April 13, 2015

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By Reuters Staff

April 06, 2015

NEW YORK (Reuters Health) - The Milan criteria for selecting patients with hepatocellular carcinoma (HCC) for liver transplant can be expanded safely and effectively, according to new findings from China.

While the Milan criteria are the "golden candidate selection criteria," there have been concerns that the criteria may be "too restrictive and far from satisfying the increasing candidate list, particularly in China," Dr. Shusen Zheng of Zhejiang University School of Medicine in Hangzhou and colleagues write in Gut, online March 24.

HCC is on the rise worldwide, the researchers note, but the burden is highest in China, which has 55% of all newly diagnosed cases of the disease and 45% of all deaths due to HCC. Forty percent of liver transplants are given to HCC patients.

Several expansions of the Milan criteria have been proposed, including the University of California, San Francisco (UCSF), University Clinic of Navarra (CUN), Valencia, and Hangzhou criteria, the researchers add.

To investigate safety and effectiveness of these criteria for selecting patients, the team looked at data from the China Liver Transplant Registry, the world's third-largest liver transplant database, on more than 6,000 patients with HCC treated with liver transplantation. Based on the Milan criteria, 43.8% of patients in the database would be eligible for liver transplant.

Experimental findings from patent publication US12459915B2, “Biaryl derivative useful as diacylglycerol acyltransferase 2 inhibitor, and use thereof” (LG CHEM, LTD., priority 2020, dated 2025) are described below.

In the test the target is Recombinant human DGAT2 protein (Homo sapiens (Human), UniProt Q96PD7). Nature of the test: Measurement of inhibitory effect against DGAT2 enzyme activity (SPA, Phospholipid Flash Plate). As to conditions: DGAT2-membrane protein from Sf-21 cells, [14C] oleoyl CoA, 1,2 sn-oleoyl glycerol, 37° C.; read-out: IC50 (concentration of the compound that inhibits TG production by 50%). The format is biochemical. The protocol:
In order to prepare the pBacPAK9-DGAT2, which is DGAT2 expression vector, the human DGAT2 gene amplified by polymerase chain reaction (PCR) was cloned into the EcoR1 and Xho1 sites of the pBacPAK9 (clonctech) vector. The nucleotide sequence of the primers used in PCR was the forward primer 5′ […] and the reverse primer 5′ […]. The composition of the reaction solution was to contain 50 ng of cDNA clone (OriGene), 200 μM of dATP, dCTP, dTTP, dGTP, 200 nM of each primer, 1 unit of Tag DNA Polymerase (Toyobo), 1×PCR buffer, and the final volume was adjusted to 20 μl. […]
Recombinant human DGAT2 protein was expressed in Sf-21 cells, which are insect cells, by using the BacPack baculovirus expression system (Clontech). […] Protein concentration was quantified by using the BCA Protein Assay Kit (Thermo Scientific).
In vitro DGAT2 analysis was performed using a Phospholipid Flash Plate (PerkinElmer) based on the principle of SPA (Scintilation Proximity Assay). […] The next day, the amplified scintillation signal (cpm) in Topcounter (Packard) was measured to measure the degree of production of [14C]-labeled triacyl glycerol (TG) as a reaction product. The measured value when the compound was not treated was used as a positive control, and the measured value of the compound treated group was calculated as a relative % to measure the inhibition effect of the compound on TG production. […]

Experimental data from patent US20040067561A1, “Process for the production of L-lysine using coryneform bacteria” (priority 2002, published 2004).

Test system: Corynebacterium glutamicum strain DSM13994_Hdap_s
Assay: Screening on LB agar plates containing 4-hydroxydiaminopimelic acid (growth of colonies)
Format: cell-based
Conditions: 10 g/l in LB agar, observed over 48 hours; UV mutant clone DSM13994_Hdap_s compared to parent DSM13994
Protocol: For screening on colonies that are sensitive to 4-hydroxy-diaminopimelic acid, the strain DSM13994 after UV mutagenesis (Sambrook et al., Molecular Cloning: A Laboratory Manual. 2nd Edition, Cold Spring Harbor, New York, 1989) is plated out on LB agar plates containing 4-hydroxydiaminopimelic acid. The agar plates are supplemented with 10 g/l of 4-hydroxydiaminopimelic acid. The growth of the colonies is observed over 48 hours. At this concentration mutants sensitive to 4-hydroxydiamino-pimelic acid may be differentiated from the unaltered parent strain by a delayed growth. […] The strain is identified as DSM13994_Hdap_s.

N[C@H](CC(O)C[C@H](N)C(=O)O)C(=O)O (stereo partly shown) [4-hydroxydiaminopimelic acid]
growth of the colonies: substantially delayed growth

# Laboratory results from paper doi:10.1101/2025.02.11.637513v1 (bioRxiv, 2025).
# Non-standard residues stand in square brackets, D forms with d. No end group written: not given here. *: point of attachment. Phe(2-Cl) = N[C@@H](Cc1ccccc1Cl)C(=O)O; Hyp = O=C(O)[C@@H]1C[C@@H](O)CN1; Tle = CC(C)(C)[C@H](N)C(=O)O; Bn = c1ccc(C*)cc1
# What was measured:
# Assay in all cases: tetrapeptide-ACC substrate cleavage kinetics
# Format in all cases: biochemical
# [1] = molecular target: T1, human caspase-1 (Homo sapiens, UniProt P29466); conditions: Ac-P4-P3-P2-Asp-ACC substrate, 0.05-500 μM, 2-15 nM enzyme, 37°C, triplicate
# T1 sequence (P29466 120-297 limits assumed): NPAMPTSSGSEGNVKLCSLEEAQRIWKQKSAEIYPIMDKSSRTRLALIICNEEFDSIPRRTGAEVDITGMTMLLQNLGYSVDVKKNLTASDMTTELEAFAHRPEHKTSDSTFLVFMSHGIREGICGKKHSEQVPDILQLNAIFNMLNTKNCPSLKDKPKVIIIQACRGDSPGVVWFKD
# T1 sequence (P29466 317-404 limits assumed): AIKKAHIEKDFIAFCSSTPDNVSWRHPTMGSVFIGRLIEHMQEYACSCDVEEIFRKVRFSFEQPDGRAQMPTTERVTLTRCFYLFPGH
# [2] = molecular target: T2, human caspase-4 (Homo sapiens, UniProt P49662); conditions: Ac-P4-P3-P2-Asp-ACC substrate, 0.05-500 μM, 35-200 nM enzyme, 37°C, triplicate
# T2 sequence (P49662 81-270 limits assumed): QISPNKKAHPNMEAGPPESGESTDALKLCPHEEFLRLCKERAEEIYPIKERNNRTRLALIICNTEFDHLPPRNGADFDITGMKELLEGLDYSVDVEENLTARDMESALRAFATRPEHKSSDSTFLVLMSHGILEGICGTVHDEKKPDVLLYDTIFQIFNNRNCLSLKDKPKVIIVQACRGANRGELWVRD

Each set of criteria would expand the number of patients eligible for transplant beyond that specified by the Milan criteria -- by 12.4% for Valencia, 16.3% for UCSF, 19.6% for CUN, and 51.5% for Hangzhou, the researchers found. Post-transplant survival with each of the expanded criteria was comparable to that seen with the Milan criteria.

Among the patients who did not meet the Milan criteria but did meet the Hangzhou criteria, five-year overall survival was 62% or higher.

The two independent prognostic factors among the 1,352 patients who did not meet the Milan criteria but did fulfill the Hangzhou criteria were alpha-fetoprotein (AFP) greater than 100 ng/mL and tumor burden above 8 cm.

The researchers classified patients with tumor burdens of 8 cm or less, or larger tumors but an AFP of 100 ng/ml or less, as type A, and patients with tumor burden greater than 8 cm and AFP between 100 and 400 ng/mL as type B. Five-year tumor-free survival was significantly better for the type A patients versus the type B patients, while survival for both was better than for patients who exceeded the Hangzhou criteria.

Survival rates were lower among patients who exceeded the Milan criteria but met the expanded criteria versus patients who fulfilled the Milan criteria, Dr. Zheng and colleagues note.

"It is a different matter whether those newly recruited patients by the expanded criteria are still good enough to be considered for liver transplant," they add. "For our part, a tumour-free survival of >80% and >55% at 1 and 5 years (in the expansion to the Milan criteria), respectively, is acceptable. Therefore, the patients exceeding Milan but fulfilling the expanded criteria may still be appropriate for liver transplant, particularly in China, which bears the greatest HCC burden worldwide."

The research did not have commercial funding.

SOURCE: http://bit.ly/19Ox2fa

Gut 2015.

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